Okay, new day, new rant. Today's topic is

Defense, Combat Hitpoints, Cargo Capacity and the Hitpoint Cap. Quite a lot of material ...

Here's the problem setup. I am designing a unit, it has whatever stats and specials I like- except, Defense is 0. Now, I'd like to spend some more points on this unit and I'm contemplating a choice: either I spend more points to increase Defense, or more points to increase Hits.

What exactly am I buying, if I choose either of these?If I buy Hits, I am buying: primarily, combat hitpoints (I increase the Attack that an enemy needs to croak this unit); secondarily, I increase Cargo capacity and the ability of this unit to "gain" combat hitpoints through stacking.

If I buy Defense, I am buying: primarily, combat hitpoints; secondarily, I increase the unit's ability to "offer" combat hitpoints through stacking.

First, let's look into the offering-receiving of combat hitpoints through stacking. If I have two units, separately they will have a certain sum of combat hitpoints

Unit A with H1 hits and D1 defense, unit B with H2 hits and D2 defense, have, if kept separate,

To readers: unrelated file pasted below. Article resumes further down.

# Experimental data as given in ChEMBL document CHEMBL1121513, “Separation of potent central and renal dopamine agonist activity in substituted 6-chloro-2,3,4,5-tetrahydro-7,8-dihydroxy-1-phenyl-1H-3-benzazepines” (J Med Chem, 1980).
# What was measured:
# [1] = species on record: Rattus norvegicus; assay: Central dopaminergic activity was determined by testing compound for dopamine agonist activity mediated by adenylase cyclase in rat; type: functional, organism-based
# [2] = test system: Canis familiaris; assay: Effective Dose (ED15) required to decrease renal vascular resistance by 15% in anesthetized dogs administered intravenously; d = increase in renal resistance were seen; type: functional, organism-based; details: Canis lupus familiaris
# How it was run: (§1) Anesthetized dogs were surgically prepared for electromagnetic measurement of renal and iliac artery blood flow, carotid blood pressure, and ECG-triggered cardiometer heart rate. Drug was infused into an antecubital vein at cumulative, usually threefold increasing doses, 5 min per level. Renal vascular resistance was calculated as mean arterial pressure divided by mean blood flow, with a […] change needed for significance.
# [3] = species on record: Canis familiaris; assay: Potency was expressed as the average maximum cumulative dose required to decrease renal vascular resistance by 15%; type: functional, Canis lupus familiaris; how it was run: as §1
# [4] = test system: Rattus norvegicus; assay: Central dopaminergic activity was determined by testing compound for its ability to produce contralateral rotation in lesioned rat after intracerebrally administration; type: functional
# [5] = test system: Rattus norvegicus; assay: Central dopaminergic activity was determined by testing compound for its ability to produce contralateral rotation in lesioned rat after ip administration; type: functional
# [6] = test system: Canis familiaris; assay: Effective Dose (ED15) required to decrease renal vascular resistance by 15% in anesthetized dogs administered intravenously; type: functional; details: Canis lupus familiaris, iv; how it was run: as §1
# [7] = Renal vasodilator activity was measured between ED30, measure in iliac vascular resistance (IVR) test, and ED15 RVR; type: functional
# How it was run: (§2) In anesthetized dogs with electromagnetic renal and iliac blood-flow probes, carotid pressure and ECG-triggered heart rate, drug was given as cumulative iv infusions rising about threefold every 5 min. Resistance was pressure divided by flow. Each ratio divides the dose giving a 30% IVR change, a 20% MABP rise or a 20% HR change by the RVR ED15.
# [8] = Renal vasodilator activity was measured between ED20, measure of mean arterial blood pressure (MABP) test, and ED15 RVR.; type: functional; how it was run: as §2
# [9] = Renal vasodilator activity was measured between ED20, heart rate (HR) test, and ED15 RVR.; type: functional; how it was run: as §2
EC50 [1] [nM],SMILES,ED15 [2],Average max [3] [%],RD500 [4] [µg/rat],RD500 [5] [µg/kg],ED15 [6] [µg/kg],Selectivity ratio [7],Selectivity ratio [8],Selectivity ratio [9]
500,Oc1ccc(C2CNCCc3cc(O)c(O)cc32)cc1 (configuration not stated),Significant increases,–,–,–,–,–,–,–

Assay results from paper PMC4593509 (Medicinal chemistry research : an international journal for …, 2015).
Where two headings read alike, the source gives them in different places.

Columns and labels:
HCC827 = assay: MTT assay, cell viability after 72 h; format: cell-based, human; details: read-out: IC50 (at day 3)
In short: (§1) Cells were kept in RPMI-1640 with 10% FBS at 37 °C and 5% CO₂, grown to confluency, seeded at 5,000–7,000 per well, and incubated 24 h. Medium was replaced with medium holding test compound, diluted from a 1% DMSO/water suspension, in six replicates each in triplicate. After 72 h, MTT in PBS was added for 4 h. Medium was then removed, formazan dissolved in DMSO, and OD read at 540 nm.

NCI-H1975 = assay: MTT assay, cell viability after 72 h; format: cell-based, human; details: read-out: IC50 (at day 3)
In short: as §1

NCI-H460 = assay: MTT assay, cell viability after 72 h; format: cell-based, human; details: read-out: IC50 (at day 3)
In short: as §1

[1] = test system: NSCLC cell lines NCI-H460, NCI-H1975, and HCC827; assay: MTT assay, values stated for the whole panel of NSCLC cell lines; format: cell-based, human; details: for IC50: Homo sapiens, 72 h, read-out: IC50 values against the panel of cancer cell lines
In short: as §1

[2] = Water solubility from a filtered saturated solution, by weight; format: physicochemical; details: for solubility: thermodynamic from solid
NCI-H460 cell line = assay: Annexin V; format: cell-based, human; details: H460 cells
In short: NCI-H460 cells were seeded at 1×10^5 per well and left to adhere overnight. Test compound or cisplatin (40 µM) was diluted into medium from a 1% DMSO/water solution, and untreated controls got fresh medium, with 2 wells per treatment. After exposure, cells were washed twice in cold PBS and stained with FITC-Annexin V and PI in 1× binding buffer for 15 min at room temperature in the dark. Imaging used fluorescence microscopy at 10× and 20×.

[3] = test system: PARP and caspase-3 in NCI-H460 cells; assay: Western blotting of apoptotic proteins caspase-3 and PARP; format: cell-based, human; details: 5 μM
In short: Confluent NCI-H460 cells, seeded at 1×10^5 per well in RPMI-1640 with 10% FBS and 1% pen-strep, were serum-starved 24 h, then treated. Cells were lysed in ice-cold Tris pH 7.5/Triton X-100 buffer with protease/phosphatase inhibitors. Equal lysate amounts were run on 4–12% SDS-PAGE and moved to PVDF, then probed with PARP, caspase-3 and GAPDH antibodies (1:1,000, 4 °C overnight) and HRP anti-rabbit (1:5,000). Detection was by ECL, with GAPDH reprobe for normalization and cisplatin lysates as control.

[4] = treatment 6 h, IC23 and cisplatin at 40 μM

H1*8/(8-D1) + H2*8/(8-D2) combat hitpoints. That's the damage the enemy needs to inflict to kill them both.

while stacked, something that may well be a different amount

(H1 + H2)*8/(8 - (D1 + D2)/2)

A similar analysis goes for stacking more units together, but the effect is less dramatic the more units you add. The significant changes happen when stacking two units, so that's what I'm looking at. Already, it's a very bizzare function, I assure you. One unit, the one with less defense, will "gain" combat hitpoints; the higher defense unit "loses" a few. Will the trade be fair?

Here's a case of weirdness. Suppose I have a unit with 100 Hits, 0 Defense. And then, I have one with 50 Hits, and X defense. Should I stack? Should I leave them separate? If X is 0, no difference. Stacking results in a gain of combat hitpoints if X is 1, 2 or 3. If X is 4, then

it doesn't matter: either together or apart, a 100H 0D and 50H 4D unit have 200 combat hitpoints. If X is 5, I actually

lose combat hitpoints. Paradox?

You'll usually want to stack the two units, regardless, since the 100H unit always benefits from the exchange and gets harder to kill. However, if the enemy has enough firepower to kill the two units if stacked, keeping them apart may offer you better chances of survival.